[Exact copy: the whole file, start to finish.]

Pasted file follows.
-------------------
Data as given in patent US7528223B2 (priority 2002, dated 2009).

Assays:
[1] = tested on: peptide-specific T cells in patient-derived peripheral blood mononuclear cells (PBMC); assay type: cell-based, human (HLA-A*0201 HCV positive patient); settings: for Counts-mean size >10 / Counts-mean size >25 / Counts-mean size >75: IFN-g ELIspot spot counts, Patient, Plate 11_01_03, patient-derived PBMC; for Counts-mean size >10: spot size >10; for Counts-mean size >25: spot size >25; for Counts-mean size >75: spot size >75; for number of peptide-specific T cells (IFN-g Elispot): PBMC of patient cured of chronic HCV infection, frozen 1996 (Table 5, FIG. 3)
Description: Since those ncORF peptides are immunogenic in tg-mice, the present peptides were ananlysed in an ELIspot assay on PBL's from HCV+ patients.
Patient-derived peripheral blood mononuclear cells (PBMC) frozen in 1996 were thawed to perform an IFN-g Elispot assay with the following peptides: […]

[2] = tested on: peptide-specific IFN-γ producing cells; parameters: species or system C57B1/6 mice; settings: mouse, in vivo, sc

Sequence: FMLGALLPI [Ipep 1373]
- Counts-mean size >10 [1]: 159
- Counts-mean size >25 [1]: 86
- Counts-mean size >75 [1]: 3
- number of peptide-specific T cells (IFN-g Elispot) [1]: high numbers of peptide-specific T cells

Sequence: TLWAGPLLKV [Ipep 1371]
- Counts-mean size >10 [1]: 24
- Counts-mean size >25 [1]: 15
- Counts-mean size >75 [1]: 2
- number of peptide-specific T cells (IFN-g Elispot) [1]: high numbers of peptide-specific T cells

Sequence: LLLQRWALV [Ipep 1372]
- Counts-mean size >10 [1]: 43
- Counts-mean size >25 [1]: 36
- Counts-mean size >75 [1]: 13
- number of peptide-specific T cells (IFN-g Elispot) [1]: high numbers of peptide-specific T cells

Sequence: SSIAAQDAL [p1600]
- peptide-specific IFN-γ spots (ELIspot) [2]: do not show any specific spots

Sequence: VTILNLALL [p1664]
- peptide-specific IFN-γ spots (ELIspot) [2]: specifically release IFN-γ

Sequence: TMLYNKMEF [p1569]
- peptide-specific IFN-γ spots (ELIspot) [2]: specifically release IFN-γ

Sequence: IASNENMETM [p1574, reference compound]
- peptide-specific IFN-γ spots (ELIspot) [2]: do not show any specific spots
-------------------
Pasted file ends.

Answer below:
Data as given in patent US7528223B2 (priority 2002, dated 2009).

Assays:
[1] = tested on: peptide-specific T cells in patient-derived peripheral blood mononuclear cells (PBMC); assay type: cell-based, human (HLA-A*0201 HCV positive patient); settings: for Counts-mean size >10 / Counts-mean size >25 / Counts-mean size >75: IFN-g ELIspot spot counts, Patient, Plate 11_01_03, patient-derived PBMC; for Counts-mean size >10: spot size >10; for Counts-mean size >25: spot size >25; for Counts-mean size >75: spot size >75; for number of peptide-specific T cells (IFN-g Elispot): PBMC of patient cured of chronic HCV infection, frozen 1996 (Table 5, FIG. 3)
Description: Since those ncORF peptides are immunogenic in tg-mice, the present peptides were ananlysed in an ELIspot assay on PBL's from HCV+ patients.
Patient-derived peripheral blood mononuclear cells (PBMC) frozen in 1996 were thawed to perform an IFN-g Elispot assay with the following peptides: […]

[2] = tested on: peptide-specific IFN-γ producing cells; parameters: species or system C57B1/6 mice; settings: mouse, in vivo, sc

Sequence: FMLGALLPI [Ipep 1373]
- Counts-mean size >10 [1]: 159
- Counts-mean size >25 [1]: 86
- Counts-mean size >75 [1]: 3
- number of peptide-specific T cells (IFN-g Elispot) [1]: high numbers of peptide-specific T cells

Sequence: TLWAGPLLKV [Ipep 1371]
- Counts-mean size >10 [1]: 24
- Counts-mean size >25 [1]: 15
- Counts-mean size >75 [1]: 2
- number of peptide-specific T cells (IFN-g Elispot) [1]: high numbers of peptide-specific T cells

Sequence: LLLQRWALV [Ipep 1372]
- Counts-mean size >10 [1]: 43
- Counts-mean size >25 [1]: 36
- Counts-mean size >75 [1]: 13
- number of peptide-specific T cells (IFN-g Elispot) [1]: high numbers of peptide-specific T cells

Sequence: SSIAAQDAL [p1600]
- peptide-specific IFN-γ spots (ELIspot) [2]: do not show any specific spots

Sequence: VTILNLALL [p1664]
- peptide-specific IFN-γ spots (ELIspot) [2]: specifically release IFN-γ

Sequence: TMLYNKMEF [p1569]
- peptide-specific IFN-γ spots (ELIspot) [2]: specifically release IFN-γ

Sequence: IASNENMETM [p1574, reference compound]
- peptide-specific IFN-γ spots (ELIspot) [2]: do not show any specific spots